Posted by Mitch Monsen
This post was originally in YouMoz, and was promoted to the main blog because it provides great value and interest to our community. The author’s views are entirely his or her own and may not reflect the views of SEOmoz, Inc.
I love SEO tools. I’m sort of a pack-rat when it comes to Google Docs tools and Excel add-ins. I went absolutely nuts when Tom Critchlow posted his Google Docs SEO tutorial on distilled. Since then, I’ve rolled a few tools of my own and collected pretty much anything to do with SEO and spreadsheets since then.
I’m a firm believer in bootstrapping. As an SEO consultant, the less I have to spend on tools, the more I can reinvest in my company and grow the business. With an eye toward the virtues of bootstrapping, I’ve assembled a list of the best SEO tools for Excel and Google docs I’ve ever seen. I hope you find it as endlessly intriguing and useful as I do.
Before we get started, be sure you have an SEOmoz/Linkscape API key. That will be important.
Google Docs Tools
First off, I want to show you a tool I concocted after reading Tom’s tutorial. It borrows heavily from the example in Lesson two, but I want to give you a quick idea of the potential here; I’m by no means a programmer, but if I can make my own tools with these things, so can you.
Long Tail Keyword Prospecting
Long Tail Keyword Prospecting – Make a Copy
Long Tail Keyword Prospecting – Instructions (right here!)
The basic idea behind this tool is to quickly explode your keyword list with long-tail goodness. It’s not an exceptionally robust tool, but it’s great for brainstorming article topics and the like.
You’ve got four columns here. The formulas behind the sheet will slap the various permutations together and run each of them through Google Suggest, spitting out a list of 2-10 keyword suggestions.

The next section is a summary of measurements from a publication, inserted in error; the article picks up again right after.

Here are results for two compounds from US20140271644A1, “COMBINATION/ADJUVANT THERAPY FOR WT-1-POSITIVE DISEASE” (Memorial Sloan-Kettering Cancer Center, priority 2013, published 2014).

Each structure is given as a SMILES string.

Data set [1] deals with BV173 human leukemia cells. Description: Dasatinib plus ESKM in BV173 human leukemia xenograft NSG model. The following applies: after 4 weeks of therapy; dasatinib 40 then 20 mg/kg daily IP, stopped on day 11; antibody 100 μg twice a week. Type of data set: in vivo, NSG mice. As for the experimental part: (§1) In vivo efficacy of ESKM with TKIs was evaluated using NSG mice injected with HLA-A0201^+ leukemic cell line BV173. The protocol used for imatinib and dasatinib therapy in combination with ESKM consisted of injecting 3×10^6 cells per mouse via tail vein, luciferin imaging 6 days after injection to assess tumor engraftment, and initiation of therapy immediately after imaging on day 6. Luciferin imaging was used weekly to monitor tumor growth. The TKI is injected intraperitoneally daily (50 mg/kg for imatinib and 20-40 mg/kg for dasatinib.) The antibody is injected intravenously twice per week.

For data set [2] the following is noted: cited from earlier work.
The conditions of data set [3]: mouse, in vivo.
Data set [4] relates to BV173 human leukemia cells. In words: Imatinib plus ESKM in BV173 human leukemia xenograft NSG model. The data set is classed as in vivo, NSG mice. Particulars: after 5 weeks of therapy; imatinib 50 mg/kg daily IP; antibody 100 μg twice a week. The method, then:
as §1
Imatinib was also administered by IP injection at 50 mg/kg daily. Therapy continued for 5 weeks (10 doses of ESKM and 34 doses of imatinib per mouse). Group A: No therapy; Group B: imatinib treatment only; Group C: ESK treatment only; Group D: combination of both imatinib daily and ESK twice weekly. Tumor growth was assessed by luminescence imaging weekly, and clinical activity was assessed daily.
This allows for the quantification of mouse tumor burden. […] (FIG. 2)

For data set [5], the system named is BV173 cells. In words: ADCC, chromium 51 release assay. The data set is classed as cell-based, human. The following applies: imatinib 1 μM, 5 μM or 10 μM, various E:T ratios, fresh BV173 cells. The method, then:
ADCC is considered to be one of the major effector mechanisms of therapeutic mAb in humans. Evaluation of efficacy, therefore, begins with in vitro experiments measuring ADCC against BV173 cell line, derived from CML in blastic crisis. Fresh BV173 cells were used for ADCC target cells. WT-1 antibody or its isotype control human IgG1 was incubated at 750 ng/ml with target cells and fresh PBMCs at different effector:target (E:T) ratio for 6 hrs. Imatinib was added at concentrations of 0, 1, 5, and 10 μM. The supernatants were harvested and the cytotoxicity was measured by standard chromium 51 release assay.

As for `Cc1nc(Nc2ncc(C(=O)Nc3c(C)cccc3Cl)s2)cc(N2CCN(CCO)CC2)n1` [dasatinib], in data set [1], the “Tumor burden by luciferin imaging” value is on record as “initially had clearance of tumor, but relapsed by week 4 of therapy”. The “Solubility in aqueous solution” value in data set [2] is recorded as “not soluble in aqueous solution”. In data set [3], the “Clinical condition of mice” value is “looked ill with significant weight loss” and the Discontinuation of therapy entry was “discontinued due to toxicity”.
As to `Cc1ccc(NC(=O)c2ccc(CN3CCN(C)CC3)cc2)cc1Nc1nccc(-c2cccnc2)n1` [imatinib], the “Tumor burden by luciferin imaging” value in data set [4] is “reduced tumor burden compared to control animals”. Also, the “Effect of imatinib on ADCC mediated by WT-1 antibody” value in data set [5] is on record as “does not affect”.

The really fun thing about this tool is how easy it is to drill down to the uber long-tail phrases; I got a suggestion for “car speakers reviews” from the root “car speakers”, so let’s drill a bit deeper and run the suggest for “car speakers reviews” by adding “reviews” to our 3rd word column.
Ta-da! Instant prospecting. Follow the link above and make a copy of the spreadsheet. Then, have your way with it.
Content Strategy Generator
The folks at SEOgadget deserve a huge thanks for this; almost half of the tools I’ve collected have come from them. Their Content Strategy Generator Tool is an amazing piece of work that gives you more trending headlines and topics on a keyword search than you could possibly handle in one sitting. Couple this with the link prospecting tool, and you’ll never be able to use the “writer’s block” excuse again.
This tool doesn’t take much explanation: the results speak for themselves. Drop a topical keyword in the query box (currently holds “hotel”) and watch the magic happen. The sheet will automagically pull top news headlines, tweets, YouTube videos, Digg and Reddit results, Topsy results, Yahoo! Answers, Blog Catalog results, Fark articles and more. I know, I cried too.
This sheet will keep your finger firmly on the pulse of the news in your niche. Just thinking about the possibilities makes me salivate.
SERP Competitive Analysis
Distilled practically sweats innovation and tools, and this one from Tom Anthony is a salty, gorgeous example of that.
When you want to analyze keyword competition quickly, you can crack open this spreadsheet and see the MozRank, domain authority and number of linking root domains.
It’s also a great way to give a client an at-a-glance look at what they’re up against. Maybe it will help them manage their expectations when they’re telling you to get them to rank #1 for “credit cards.”